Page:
Exceptionally Gifted Those students currently in the Clayton Gifted Program with identified IQ scores of 145+ will automatically be considered the "pool" of students identified as exceptionally gifted, and will receive supplemental resource services as part of the Clayton Gifted Program. Obviously, an IQ score alone does not define a person, and exceptionally gifted children cannot be recognized immediately just because their IQ score is high. We can, however, identify in those students characteristics that are commonly shared by many exceptionally gifted children. The Davidson Institute for Talent Development, an organization dedicated to recognizing and meeting needs of exceptionally gifted children, has developed a useful list of common characteristics shared by many exceptionally gifted students:
"That depends . . ." A student who consistently answers questions with "that depends..." is your first clue of extreme intelligence. Exceptionally gifted children demonstrate a need for precision in thinking and expression.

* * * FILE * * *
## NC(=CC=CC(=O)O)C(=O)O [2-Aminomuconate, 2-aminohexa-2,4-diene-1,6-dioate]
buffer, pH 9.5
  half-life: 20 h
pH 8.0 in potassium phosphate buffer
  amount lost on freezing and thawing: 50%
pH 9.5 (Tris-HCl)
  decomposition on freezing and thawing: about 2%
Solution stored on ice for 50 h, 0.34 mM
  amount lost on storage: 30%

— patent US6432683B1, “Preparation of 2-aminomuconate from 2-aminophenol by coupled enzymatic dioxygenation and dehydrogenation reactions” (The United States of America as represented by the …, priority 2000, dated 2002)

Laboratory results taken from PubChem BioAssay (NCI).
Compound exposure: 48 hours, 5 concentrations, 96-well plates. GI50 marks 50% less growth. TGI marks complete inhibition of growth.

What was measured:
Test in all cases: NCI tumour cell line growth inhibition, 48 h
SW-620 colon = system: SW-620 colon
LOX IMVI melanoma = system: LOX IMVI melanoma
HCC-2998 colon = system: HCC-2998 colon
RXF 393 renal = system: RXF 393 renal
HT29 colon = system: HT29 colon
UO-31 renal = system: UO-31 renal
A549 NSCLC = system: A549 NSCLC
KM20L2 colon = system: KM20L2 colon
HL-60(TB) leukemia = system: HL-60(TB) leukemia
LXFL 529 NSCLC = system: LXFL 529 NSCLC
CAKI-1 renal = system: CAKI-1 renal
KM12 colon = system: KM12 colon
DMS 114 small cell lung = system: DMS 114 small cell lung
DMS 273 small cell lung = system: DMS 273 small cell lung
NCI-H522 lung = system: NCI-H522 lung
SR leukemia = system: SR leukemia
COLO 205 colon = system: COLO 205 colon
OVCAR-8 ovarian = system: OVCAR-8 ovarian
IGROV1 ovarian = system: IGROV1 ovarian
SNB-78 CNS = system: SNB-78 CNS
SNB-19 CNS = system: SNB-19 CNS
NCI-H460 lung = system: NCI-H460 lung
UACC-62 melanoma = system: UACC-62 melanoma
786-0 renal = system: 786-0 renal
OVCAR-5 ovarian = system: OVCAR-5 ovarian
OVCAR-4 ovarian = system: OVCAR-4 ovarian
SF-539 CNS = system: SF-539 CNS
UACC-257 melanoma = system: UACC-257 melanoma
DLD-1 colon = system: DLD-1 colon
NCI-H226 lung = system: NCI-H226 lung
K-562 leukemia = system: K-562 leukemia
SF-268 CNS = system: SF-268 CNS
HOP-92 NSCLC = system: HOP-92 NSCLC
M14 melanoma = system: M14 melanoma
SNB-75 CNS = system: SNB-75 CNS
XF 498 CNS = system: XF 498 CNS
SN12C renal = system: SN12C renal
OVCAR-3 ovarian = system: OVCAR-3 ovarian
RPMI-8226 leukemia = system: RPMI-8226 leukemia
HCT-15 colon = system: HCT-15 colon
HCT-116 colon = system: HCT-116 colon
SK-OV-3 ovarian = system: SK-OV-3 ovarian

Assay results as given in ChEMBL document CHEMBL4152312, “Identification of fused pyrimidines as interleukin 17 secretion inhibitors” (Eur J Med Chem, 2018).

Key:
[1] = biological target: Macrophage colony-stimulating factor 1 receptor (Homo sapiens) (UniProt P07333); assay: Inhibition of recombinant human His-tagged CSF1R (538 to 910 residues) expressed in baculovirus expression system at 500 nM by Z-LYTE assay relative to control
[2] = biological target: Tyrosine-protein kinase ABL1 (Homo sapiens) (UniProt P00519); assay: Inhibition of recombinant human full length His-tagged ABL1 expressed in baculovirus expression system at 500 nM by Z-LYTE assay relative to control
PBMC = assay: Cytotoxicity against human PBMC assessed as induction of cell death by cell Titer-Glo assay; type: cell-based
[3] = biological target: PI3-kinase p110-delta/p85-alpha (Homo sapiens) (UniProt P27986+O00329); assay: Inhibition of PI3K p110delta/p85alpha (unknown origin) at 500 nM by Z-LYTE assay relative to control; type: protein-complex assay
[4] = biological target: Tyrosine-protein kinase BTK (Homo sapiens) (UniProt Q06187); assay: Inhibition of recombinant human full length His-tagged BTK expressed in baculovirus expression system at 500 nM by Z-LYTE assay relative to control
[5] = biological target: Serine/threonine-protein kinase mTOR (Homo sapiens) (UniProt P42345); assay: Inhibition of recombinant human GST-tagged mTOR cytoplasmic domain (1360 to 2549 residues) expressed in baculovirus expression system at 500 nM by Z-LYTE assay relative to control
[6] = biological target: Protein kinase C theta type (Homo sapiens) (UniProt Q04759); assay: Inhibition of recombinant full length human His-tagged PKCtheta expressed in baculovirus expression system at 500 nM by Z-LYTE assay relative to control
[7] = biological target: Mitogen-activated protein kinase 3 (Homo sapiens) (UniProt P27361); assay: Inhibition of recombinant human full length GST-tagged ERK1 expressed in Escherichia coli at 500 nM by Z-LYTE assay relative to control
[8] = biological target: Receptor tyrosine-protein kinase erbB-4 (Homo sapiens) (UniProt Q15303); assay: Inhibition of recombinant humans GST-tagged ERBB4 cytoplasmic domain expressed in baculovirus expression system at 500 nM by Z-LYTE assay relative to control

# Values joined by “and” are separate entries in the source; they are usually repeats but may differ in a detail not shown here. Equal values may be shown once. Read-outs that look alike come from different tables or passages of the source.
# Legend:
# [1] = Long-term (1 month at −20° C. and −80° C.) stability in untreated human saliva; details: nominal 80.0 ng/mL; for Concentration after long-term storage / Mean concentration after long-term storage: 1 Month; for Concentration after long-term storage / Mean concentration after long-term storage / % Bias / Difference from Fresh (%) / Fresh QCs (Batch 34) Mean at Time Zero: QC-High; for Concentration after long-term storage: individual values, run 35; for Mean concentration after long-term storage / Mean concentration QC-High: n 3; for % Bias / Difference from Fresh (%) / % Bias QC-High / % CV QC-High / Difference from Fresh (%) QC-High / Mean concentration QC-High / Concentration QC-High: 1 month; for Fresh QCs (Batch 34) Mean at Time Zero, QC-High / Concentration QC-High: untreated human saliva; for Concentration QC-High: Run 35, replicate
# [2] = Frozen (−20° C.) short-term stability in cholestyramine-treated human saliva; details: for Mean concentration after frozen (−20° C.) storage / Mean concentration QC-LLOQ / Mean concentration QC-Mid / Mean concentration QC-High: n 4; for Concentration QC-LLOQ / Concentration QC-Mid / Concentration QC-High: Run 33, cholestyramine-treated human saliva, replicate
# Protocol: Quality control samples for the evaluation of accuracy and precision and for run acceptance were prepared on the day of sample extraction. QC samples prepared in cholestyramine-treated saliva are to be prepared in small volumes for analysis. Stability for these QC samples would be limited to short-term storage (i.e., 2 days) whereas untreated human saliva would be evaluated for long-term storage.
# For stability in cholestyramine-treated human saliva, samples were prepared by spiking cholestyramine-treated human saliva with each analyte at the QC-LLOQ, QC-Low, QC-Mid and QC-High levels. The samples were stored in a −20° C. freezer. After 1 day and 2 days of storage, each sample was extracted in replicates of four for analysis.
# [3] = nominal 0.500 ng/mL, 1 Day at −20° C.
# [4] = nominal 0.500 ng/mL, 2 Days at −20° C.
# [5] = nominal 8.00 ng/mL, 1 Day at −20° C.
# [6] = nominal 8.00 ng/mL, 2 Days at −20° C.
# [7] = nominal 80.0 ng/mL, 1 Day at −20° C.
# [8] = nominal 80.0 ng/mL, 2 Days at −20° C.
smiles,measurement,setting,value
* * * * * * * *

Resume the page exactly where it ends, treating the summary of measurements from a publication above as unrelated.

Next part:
An extreme need for constant mental stimulation.
An ability to learn and process complex information rapidly.
A precocious ability to perceive essential elements and underlying structures and patterns in relationships and ideas.
A need to explore subjects in surprising depth, to understand the why and how as well as the what.
An insatiable curiosity; endless questions and inquiries about how things work.
An ability to focus intently on a subject of interest for long periods of time.
An inability to concentrate on a task that is not intellectually challenging, such as those that involve repetition or that present material in bite size pieces.
A propensity toward underachievement, particularly in females and adolescents who want to "fit in" with their classmates.
Last Modified on December 18, 2012
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